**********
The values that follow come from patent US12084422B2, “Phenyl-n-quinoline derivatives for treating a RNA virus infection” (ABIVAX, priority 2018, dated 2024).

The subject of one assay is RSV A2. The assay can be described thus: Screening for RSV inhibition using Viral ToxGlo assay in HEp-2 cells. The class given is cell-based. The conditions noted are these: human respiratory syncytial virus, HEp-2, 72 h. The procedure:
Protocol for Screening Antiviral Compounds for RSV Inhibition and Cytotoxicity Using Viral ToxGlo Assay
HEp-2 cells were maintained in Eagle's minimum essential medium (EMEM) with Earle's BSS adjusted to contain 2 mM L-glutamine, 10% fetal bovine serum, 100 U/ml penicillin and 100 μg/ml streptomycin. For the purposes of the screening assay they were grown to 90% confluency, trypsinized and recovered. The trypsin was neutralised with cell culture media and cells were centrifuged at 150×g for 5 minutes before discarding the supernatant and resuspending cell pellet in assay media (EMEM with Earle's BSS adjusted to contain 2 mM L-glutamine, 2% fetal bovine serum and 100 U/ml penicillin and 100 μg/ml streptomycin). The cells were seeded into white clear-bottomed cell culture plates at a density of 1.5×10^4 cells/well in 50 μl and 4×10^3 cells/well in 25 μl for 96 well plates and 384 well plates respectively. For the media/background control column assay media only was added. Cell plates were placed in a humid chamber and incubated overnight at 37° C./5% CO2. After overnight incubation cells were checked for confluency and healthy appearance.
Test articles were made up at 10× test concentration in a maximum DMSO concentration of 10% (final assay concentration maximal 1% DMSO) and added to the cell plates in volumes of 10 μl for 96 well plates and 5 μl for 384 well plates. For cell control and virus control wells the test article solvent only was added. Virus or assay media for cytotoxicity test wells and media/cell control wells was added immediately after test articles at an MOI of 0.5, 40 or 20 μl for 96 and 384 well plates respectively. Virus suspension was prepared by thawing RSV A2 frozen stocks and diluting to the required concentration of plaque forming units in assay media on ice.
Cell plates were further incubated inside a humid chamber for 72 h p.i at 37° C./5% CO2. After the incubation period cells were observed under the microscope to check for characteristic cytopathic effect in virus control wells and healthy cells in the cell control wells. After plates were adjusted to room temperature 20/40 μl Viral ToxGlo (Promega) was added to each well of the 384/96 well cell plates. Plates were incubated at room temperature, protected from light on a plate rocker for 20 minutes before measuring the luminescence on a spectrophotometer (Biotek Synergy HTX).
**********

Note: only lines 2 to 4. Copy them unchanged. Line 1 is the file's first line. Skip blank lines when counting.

The subject of one assay is RSV A2. The assay can be described thus: Screening for RSV inhibition using Viral ToxGlo assay in HEp-2 cells. The class given is cell-based. The conditions noted are these: human respiratory syncytial virus, HEp-2, 72 h. The procedure:
Protocol for Screening Antiviral Compounds for RSV Inhibition and Cytotoxicity Using Viral ToxGlo Assay
HEp-2 cells were maintained in Eagle's minimum essential medium (EMEM) with Earle's BSS adjusted to contain 2 mM L-glutamine, 10% fetal bovine serum, 100 U/ml penicillin and 100 μg/ml streptomycin. For the purposes of the screening assay they were grown to 90% confluency, trypsinized and recovered. The trypsin was neutralised with cell culture media and cells were centrifuged at 150×g for 5 minutes before discarding the supernatant and resuspending cell pellet in assay media (EMEM with Earle's BSS adjusted to contain 2 mM L-glutamine, 2% fetal bovine serum and 100 U/ml penicillin and 100 μg/ml streptomycin). The cells were seeded into white clear-bottomed cell culture plates at a density of 1.5×10^4 cells/well in 50 μl and 4×10^3 cells/well in 25 μl for 96 well plates and 384 well plates respectively. For the media/background control column assay media only was added. Cell plates were placed in a humid chamber and incubated overnight at 37° C./5% CO2. After overnight incubation cells were checked for confluency and healthy appearance.